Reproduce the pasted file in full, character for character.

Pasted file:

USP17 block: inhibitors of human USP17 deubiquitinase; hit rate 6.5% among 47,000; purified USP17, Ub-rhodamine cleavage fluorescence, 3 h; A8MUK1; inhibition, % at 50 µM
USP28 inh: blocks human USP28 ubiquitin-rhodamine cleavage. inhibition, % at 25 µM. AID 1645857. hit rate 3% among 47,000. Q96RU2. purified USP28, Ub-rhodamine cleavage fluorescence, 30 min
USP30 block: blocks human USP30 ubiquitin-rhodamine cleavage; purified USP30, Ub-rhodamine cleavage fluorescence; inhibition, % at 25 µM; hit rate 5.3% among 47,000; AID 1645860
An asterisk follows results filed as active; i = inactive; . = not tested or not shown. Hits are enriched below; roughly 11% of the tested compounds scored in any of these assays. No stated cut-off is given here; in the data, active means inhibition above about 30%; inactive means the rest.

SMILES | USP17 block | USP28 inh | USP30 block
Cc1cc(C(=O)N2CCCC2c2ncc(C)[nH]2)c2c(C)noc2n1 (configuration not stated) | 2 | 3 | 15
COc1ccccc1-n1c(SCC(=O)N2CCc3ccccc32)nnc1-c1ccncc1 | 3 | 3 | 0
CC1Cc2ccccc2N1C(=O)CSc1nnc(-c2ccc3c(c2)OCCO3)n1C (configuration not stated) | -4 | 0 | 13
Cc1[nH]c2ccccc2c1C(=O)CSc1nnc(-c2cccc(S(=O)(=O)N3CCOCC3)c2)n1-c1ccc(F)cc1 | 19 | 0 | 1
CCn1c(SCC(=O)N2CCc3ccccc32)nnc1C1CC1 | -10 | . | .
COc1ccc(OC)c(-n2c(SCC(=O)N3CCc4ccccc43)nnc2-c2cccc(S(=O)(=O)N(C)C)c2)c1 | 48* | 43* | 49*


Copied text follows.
USP17 block: inhibitors of human USP17 deubiquitinase; hit rate 6.5% among 47,000; purified USP17, Ub-rhodamine cleavage fluorescence, 3 h; A8MUK1; inhibition, % at 50 µM
USP28 inh: blocks human USP28 ubiquitin-rhodamine cleavage. inhibition, % at 25 µM. AID 1645857. hit rate 3% among 47,000. Q96RU2. purified USP28, Ub-rhodamine cleavage fluorescence, 30 min
USP30 block: blocks human USP30 ubiquitin-rhodamine cleavage; purified USP30, Ub-rhodamine cleavage fluorescence; inhibition, % at 25 µM; hit rate 5.3% among 47,000; AID 1645860
An asterisk follows results filed as active; i = inactive; . = not tested or not shown. Hits are enriched below; roughly 11% of the tested compounds scored in any of these assays. No stated cut-off is given here; in the data, active means inhibition above about 30%; inactive means the rest.

SMILES | USP17 block | USP28 inh | USP30 block
Cc1cc(C(=O)N2CCCC2c2ncc(C)[nH]2)c2c(C)noc2n1 (configuration not stated) | 2 | 3 | 15
COc1ccccc1-n1c(SCC(=O)N2CCc3ccccc32)nnc1-c1ccncc1 | 3 | 3 | 0
CC1Cc2ccccc2N1C(=O)CSc1nnc(-c2ccc3c(c2)OCCO3)n1C (configuration not stated) | -4 | 0 | 13
Cc1[nH]c2ccccc2c1C(=O)CSc1nnc(-c2cccc(S(=O)(=O)N3CCOCC3)c2)n1-c1ccc(F)cc1 | 19 | 0 | 1
CCn1c(SCC(=O)N2CCc3ccccc32)nnc1C1CC1 | -10 | . | .
COc1ccc(OC)c(-n2c(SCC(=O)N3CCc4ccccc43)nnc2-c2cccc(S(=O)(=O)N(C)C)c2)c1 | 48* | 43* | 49*